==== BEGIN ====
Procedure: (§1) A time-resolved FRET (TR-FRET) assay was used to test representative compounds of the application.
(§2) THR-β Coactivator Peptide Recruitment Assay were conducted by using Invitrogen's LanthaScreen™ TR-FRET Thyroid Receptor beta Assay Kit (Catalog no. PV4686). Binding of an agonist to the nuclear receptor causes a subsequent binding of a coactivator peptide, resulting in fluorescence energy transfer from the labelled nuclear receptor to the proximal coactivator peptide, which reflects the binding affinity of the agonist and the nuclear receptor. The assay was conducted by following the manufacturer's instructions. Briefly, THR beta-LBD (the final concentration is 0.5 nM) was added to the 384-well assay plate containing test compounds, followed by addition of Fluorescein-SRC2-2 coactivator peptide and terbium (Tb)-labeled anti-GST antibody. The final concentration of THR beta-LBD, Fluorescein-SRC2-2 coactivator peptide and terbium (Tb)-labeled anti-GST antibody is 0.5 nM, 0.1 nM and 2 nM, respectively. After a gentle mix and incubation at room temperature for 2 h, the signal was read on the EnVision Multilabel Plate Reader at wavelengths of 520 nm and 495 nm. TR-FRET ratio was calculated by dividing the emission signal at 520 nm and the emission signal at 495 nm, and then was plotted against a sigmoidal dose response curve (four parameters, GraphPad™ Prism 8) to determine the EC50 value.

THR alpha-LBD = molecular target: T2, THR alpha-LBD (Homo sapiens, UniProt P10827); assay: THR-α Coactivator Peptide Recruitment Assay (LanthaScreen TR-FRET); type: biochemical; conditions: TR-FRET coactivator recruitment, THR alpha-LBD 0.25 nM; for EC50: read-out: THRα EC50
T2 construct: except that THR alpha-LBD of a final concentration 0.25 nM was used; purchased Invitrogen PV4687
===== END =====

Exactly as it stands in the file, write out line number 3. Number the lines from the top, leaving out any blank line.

THR alpha-LBD = molecular target: T2, THR alpha-LBD (Homo sapiens, UniProt P10827); assay: THR-α Coactivator Peptide Recruitment Assay (LanthaScreen TR-FRET); type: biochemical; conditions: TR-FRET coactivator recruitment, THR alpha-LBD 0.25 nM; for EC50: read-out: THRα EC50